Admittedly I've been befuddled by the sharp breaks in FCX's equity value and in those of some other commodity names on days like today, when the underlying fundamentals don't support such moves (e.g., gold up today vs. another large leg down in gold miners).
Wondering whether anyone has come across one of the explanations that goes something like this and whether anyone has at least a halfway informed view on it... Chinese government imposes selling restrictions, so market participants over there use liquid U.S. equities to flatten their commodity exposures. Thoughts?
Couldn't resist responding... one of the funnier posts I've read this morning.
At $19 a financial sponsor will step in, buy the company, liquidate all tangible assets, pay off all liabilities and make a ridiculous return with the money that's left over.
I looked at that possibility as well but found no satisfying answers. DOW has outperformed DD by about 15% since the beginning of July. If an activist fund's accumulation is the correct answer, then the dollar amount must be greater in DOW's case. This would almost certainly mean an investor different from DD's, since sector concentration risk would be too great for any one, rational portfolio manager. So I'm left asking myself, "What are the odds of two different activists going into DD and DOW simultaneously?" Possible, I guess... but unlikely.
DOW popped up on my radar in July, and I've exhausted my diligence at this point in trying to handicap whether the stock's current trajectory is sustainable and if yes, how long / to which price. Only major data source to which I don't have access is a flow desk that could tell me who has been buying seemingly indiscriminately since mid-July and the associated VWAPs.
Anyone have at least a halfway plausible theory for DOW's ~20% outperformance relative to the S&P 500 index since July 2013? After a lot of wood chopping, I have none...
...worth about $12M. By itself, nothing much can be extrapolated from the sales. Another matter, however, when coupled with other recent insider sales, run-up in equity value, high sum-of-parts value and lack of visibility on both strategy and timing of monetization of the company's perhaps most precious asset: spectrum.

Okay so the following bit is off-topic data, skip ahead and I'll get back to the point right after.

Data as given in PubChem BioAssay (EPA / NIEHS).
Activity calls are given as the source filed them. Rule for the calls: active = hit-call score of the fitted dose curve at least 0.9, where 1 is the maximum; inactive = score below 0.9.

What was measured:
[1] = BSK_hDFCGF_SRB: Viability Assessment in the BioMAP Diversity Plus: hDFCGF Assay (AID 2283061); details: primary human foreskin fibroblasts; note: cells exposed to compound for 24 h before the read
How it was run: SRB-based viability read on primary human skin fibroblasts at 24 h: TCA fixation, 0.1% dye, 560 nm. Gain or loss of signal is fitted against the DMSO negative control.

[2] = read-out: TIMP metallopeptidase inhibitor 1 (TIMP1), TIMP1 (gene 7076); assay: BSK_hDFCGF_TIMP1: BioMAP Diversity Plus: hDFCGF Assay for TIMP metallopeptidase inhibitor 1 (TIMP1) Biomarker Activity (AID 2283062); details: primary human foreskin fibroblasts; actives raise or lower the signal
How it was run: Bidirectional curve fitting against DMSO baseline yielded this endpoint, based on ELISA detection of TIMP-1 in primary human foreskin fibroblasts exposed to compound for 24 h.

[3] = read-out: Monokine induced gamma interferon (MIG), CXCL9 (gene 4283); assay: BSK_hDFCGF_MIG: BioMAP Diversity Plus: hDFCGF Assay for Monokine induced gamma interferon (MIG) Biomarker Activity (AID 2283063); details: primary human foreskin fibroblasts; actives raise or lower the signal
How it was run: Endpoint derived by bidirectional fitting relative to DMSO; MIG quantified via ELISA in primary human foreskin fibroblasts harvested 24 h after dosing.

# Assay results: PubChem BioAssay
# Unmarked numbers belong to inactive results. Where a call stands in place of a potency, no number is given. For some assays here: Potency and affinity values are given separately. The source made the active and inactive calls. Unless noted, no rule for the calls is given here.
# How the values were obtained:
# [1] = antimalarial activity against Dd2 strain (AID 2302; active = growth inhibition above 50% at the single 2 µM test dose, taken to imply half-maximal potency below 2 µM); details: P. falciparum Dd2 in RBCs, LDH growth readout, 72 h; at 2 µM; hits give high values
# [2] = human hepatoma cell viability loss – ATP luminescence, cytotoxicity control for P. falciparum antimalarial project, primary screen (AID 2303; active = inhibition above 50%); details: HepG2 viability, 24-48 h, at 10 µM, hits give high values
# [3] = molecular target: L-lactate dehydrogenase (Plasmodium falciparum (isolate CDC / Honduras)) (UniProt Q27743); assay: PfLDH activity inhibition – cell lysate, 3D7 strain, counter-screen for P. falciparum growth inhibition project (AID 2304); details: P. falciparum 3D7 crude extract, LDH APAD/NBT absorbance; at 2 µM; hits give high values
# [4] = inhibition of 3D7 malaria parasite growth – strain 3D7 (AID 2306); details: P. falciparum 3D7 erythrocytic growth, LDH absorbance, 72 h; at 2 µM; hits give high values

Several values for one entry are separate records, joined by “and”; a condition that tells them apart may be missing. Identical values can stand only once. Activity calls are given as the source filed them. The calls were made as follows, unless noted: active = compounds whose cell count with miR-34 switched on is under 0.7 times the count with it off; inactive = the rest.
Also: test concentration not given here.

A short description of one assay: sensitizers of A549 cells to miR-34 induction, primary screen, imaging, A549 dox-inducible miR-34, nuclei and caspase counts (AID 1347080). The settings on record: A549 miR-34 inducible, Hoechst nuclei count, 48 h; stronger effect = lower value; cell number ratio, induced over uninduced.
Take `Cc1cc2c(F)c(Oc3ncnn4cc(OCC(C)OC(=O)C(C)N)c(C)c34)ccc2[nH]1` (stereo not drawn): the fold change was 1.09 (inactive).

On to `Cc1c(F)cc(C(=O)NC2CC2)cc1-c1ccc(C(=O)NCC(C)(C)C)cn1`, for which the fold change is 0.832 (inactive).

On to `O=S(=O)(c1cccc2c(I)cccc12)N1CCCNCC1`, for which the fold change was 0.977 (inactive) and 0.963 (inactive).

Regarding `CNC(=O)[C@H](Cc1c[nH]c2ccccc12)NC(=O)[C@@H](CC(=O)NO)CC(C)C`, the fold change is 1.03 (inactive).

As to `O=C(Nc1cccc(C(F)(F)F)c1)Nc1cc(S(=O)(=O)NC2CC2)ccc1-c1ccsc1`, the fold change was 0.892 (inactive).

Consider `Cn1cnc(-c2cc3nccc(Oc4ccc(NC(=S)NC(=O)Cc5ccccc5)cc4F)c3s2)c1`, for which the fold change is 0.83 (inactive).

What I wouldn't give for focus group results from interviews of institutional buyers at these valuation levels.
If a meeting took place, it's tough to make conclusions without knowing the agenda.. He could have been on his hands and knees pleading.
Soliciting a sanity check for a thesis on the three-day ramp from $34 to $37.. Combination of:
- Month-end window dressing to make active managers look smarter than they are;
- Increasing frequency and pitch of chatter about special dividends.
I give the latter low odds of realization, since three insiders sold something like $14M of shares in the week ending Wednesday before Thanksgiving. If even a remote possibility of a special dividend were in the offing, insiders would be hanging on to everything they own.
Short opportunity on Monday?
I considered the spectrum value.. a few days ago I mentioned in a post here that Morgan Stanley's bullish case is an extra $9 per share on top of their $35 target. I conceded then that spectrum value could also be driving the stock's recent meteoric rise, as institutional guys with access to the FCC front run public disclosure. Really high trading volumes since last week support such a thesis.
This was one reason for my considering jumping into a long bet, but unclear to me is the timing of the spectrum's monetization. The FCC gives a green light for terrestrial use, and then what? DISH, via a partnering agreement or solo, will then try to go head-to-head with T, VZ, and S? Complete black hole for CapEx... Or DISH then sells all or some of the spectrum? If you know a likely buyer that has strategic rationale for buying, please share. Thanks.